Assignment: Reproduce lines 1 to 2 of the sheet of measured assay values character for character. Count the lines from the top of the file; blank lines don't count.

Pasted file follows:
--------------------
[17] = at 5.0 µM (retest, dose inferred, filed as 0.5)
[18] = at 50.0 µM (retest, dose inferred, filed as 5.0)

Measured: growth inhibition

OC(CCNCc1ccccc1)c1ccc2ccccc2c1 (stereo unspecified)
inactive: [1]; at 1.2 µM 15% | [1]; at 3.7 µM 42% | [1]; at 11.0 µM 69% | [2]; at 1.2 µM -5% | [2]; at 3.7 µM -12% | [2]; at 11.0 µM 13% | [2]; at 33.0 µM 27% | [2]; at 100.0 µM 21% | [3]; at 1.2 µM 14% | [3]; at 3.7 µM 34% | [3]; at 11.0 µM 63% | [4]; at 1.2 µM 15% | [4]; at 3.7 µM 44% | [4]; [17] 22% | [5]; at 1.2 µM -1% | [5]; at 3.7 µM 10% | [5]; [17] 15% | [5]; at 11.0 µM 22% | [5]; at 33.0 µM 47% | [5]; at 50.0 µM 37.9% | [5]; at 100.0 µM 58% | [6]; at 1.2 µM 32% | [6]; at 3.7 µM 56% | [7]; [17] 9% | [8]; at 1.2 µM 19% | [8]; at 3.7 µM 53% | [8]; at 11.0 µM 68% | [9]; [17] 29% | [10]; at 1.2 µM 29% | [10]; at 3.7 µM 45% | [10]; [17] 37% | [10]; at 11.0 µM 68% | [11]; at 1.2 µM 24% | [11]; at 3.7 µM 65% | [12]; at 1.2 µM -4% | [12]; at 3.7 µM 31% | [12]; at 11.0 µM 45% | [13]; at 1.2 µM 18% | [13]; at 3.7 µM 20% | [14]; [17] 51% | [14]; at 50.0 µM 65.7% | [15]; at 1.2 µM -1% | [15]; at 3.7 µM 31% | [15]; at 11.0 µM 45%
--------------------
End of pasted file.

[17] = at 5.0 µM (retest, dose inferred, filed as 0.5)
[18] = at 50.0 µM (retest, dose inferred, filed as 5.0)